State College Fitness InstructorPersonal training and program design have come a long, long way since we began our careers some 24 years ago. What we do today bears little resemblance to what we did back then, particularly for baby boomers and seniors. What was thought to be safe and effective back then has proven to be anything but!

For starters, we have learned how the isolation approach towards strength training places far too much stress on individual joints. This often results in overuse injuries such as shoulder-impingement syndrome and patella-femoral syndrome. This style of training can clearly make you bigger and stronger, but at what price, especially for boomers and seniors? It also fails to address one’s ability to produce force while maintaining balance through functional ranges of motion. A more integrated approach towards one’s resistance-based training not only includes traditional weight-lifting exercises, but also non-traditional exercises that utilize one’s own bodyweight, medicine balls, stability balls and resistance bands.

Another major change since the 70’s is how we “warm-up” for our formal exercise sessions. The old school of thought had us running on a treadmill or riding a stationary bicycle to increase our core temperature. While increasing your core temperature is fine, it won’t prepare the body’s structure and tissues for the loads and movement patterns seen during a formal exercise session. Also, we have seen a major change in our client’s posture. At least 90% of our clients need anti-sitting training! If we were to allow our clients to perform their exercise regimes with their “computer-man” State College Exercise Instructorposture, we would be seeing a lot more injury. An appropriately designed movement preparation will not only raise one’s core temperature but it will also optimize the muscle’s length-tension relationships, therefore optimizing neuromuscular function and, ultimately, movement. With the use of a foam roller and a style of stretching that may include passive, active, and even dynamic stretching, we can more effectively prepare our bodies for movement.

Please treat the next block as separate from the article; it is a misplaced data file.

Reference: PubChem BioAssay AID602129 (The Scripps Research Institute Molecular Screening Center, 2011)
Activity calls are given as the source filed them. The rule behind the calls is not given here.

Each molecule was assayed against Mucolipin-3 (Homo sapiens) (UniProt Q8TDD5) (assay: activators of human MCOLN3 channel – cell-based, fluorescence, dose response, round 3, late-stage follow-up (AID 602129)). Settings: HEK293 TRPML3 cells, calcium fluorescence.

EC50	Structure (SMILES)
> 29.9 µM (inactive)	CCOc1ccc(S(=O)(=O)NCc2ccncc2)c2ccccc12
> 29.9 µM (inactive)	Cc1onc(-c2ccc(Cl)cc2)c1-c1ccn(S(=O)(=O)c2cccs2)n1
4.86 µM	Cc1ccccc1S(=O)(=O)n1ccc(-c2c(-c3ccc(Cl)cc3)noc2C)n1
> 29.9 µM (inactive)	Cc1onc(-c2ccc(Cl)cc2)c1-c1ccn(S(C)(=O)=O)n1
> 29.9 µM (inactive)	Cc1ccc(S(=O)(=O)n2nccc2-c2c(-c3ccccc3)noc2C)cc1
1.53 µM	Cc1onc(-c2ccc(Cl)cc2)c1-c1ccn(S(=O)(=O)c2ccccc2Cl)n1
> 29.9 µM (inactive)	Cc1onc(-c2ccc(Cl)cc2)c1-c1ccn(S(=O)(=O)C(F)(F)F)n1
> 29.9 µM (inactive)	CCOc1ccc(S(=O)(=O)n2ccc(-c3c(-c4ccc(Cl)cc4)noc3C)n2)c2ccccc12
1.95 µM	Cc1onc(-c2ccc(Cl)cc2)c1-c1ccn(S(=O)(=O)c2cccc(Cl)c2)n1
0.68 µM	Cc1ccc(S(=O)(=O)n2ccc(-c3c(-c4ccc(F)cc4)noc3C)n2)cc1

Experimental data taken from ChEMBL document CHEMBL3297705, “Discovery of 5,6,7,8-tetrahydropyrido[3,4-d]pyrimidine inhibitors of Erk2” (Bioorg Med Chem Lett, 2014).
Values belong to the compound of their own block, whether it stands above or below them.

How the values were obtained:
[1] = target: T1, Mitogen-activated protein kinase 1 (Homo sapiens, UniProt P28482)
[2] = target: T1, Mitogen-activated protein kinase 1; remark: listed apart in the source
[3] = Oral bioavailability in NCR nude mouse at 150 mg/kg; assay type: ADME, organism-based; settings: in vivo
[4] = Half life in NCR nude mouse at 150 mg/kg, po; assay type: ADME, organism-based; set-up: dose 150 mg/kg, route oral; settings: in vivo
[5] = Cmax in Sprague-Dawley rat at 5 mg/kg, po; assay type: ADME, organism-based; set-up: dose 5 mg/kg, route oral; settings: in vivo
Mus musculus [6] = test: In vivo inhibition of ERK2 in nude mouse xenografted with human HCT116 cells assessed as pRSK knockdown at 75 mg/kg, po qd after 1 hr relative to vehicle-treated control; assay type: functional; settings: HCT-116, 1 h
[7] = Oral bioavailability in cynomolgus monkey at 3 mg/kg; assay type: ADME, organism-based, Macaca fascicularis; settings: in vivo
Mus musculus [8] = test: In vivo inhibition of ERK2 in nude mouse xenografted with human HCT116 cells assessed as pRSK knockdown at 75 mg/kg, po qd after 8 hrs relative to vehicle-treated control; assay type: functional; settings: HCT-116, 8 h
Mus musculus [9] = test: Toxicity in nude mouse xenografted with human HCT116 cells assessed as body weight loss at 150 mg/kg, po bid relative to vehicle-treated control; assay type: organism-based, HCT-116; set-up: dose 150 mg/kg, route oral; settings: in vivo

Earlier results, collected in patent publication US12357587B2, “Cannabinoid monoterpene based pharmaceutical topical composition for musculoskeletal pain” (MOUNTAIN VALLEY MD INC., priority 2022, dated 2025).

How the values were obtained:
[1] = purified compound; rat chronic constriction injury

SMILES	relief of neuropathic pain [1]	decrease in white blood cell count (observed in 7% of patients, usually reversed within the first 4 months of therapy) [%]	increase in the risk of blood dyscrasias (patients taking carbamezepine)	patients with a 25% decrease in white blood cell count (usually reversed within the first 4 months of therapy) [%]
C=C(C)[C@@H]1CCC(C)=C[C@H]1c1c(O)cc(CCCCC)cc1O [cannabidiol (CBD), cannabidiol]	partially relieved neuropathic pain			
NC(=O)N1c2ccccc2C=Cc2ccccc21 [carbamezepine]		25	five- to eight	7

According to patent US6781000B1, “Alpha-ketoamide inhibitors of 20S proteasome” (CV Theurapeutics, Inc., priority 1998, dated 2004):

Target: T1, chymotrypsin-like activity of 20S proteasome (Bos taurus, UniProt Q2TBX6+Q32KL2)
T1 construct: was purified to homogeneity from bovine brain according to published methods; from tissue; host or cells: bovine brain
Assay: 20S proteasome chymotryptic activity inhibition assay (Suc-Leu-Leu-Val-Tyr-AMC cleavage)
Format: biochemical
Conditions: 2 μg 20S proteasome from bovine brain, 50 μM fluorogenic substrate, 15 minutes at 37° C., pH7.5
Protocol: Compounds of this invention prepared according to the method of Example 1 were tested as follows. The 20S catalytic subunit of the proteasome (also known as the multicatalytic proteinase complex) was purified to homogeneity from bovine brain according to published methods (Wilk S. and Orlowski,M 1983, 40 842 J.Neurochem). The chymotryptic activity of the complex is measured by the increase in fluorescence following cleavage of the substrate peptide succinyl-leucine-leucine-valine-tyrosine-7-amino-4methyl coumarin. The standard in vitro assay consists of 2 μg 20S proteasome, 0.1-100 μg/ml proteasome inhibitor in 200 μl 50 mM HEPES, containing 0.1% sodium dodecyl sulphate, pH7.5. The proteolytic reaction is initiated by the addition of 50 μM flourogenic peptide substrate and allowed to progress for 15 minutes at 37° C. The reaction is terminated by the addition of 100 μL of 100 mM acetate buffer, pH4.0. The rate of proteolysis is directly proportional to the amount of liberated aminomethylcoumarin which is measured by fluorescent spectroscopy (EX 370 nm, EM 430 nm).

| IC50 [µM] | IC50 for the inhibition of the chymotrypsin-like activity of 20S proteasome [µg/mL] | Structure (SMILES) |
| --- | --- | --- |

Finally, our profession as a whole is experiencing a mindset shift. We no longer see ourselves as exercise specialists but rather movement specialists. We have always understood the importance of movement in maintaining good health as we age. We’ve got to consider not only how much we move, but rather, how we move. If you move well, you can move for a long time and with good intensity. If not, your posture could wind up resembling “computer man’s.”

If I can be of any further assistance, please don’t hesitate to contact me at


Kym is the co-owner of One on One, Fitness Consultants Inc., in State College, PA.